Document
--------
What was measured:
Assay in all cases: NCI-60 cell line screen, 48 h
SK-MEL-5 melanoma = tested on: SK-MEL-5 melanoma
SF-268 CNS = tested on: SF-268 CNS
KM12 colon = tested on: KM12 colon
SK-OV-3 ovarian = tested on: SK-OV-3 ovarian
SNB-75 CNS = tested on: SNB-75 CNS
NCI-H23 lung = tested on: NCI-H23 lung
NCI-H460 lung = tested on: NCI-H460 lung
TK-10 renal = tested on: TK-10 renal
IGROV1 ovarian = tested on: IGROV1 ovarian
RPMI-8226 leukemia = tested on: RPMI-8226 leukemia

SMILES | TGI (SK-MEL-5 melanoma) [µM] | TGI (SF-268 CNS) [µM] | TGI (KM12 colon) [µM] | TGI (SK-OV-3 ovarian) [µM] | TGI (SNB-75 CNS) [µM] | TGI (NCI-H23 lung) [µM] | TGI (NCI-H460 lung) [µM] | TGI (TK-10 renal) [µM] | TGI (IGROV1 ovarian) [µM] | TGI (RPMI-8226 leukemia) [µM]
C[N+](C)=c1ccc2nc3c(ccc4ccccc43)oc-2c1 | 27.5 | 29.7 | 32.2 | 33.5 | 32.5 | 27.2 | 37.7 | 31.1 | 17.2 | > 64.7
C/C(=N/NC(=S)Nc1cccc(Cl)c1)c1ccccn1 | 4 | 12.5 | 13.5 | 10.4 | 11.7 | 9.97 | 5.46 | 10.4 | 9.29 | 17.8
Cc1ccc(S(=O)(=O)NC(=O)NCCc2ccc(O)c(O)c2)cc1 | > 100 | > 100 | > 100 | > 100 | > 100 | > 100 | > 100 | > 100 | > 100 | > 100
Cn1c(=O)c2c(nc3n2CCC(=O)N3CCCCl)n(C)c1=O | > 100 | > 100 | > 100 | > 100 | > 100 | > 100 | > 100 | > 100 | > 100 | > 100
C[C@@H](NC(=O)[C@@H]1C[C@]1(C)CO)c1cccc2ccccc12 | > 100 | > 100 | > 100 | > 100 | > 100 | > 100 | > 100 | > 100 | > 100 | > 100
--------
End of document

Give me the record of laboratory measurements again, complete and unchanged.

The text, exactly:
What was measured:
Assay in all cases: NCI-60 cell line screen, 48 h
SK-MEL-5 melanoma = tested on: SK-MEL-5 melanoma
SF-268 CNS = tested on: SF-268 CNS
KM12 colon = tested on: KM12 colon
SK-OV-3 ovarian = tested on: SK-OV-3 ovarian
SNB-75 CNS = tested on: SNB-75 CNS
NCI-H23 lung = tested on: NCI-H23 lung
NCI-H460 lung = tested on: NCI-H460 lung
TK-10 renal = tested on: TK-10 renal
IGROV1 ovarian = tested on: IGROV1 ovarian
RPMI-8226 leukemia = tested on: RPMI-8226 leukemia

SMILES | TGI (SK-MEL-5 melanoma) [µM] | TGI (SF-268 CNS) [µM] | TGI (KM12 colon) [µM] | TGI (SK-OV-3 ovarian) [µM] | TGI (SNB-75 CNS) [µM] | TGI (NCI-H23 lung) [µM] | TGI (NCI-H460 lung) [µM] | TGI (TK-10 renal) [µM] | TGI (IGROV1 ovarian) [µM] | TGI (RPMI-8226 leukemia) [µM]
C[N+](C)=c1ccc2nc3c(ccc4ccccc43)oc-2c1 | 27.5 | 29.7 | 32.2 | 33.5 | 32.5 | 27.2 | 37.7 | 31.1 | 17.2 | > 64.7
C/C(=N/NC(=S)Nc1cccc(Cl)c1)c1ccccn1 | 4 | 12.5 | 13.5 | 10.4 | 11.7 | 9.97 | 5.46 | 10.4 | 9.29 | 17.8
Cc1ccc(S(=O)(=O)NC(=O)NCCc2ccc(O)c(O)c2)cc1 | > 100 | > 100 | > 100 | > 100 | > 100 | > 100 | > 100 | > 100 | > 100 | > 100
Cn1c(=O)c2c(nc3n2CCC(=O)N3CCCCl)n(C)c1=O | > 100 | > 100 | > 100 | > 100 | > 100 | > 100 | > 100 | > 100 | > 100 | > 100
C[C@@H](NC(=O)[C@@H]1C[C@]1(C)CO)c1cccc2ccccc12 | > 100 | > 100 | > 100 | > 100 | > 100 | > 100 | > 100 | > 100 | > 100 | > 100